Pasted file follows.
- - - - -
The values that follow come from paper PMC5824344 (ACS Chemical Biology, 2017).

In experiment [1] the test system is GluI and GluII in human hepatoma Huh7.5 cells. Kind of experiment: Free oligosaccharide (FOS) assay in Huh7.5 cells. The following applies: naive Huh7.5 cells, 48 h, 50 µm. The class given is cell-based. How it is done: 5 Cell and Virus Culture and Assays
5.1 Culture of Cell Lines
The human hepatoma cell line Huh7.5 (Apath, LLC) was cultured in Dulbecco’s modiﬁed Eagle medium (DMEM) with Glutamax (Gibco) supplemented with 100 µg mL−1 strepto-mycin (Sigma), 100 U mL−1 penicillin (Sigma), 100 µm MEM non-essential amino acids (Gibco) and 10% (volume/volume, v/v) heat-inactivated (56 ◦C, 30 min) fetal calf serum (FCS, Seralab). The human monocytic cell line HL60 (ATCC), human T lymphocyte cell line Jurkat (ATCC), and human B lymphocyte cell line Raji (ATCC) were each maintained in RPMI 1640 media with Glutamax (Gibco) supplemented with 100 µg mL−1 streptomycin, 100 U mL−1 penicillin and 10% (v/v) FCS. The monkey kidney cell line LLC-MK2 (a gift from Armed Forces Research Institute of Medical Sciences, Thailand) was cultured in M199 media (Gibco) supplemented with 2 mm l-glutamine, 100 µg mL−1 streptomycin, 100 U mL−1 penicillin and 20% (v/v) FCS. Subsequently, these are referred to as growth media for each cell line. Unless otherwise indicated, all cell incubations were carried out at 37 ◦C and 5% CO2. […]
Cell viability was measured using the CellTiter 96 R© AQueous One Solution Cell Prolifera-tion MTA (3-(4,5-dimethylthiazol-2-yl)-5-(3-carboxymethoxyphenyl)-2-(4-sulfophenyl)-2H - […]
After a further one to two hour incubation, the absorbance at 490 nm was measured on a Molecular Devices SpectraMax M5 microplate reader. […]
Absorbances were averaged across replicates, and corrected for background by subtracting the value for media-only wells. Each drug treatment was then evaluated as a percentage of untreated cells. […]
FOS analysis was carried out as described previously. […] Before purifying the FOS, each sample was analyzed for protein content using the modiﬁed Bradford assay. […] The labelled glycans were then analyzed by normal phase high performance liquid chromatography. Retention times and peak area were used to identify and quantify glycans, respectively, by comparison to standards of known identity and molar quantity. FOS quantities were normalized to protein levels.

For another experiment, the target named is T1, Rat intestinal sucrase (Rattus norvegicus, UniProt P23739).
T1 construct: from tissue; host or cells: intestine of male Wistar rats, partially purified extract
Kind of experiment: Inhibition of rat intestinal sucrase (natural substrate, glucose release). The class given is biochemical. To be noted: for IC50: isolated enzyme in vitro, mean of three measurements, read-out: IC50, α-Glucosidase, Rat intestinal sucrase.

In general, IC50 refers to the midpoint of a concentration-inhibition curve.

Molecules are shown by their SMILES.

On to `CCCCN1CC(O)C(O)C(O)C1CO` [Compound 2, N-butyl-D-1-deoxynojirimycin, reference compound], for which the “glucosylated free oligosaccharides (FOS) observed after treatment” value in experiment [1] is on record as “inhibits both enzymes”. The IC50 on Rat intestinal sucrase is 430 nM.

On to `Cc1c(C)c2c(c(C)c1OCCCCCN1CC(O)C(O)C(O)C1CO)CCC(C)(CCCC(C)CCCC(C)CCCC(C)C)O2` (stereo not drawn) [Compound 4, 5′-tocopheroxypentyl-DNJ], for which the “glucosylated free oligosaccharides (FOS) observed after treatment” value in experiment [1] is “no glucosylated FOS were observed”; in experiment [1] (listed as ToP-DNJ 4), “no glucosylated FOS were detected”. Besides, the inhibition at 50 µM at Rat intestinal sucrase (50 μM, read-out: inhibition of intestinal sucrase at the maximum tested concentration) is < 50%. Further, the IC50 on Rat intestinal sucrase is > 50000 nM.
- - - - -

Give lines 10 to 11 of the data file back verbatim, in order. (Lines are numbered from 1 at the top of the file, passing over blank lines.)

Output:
T1 construct: from tissue; host or cells: intestine of male Wistar rats, partially purified extract
Kind of experiment: Inhibition of rat intestinal sucrase (natural substrate, glucose release). The class given is biochemical. To be noted: for IC50: isolated enzyme in vitro, mean of three measurements, read-out: IC50, α-Glucosidase, Rat intestinal sucrase.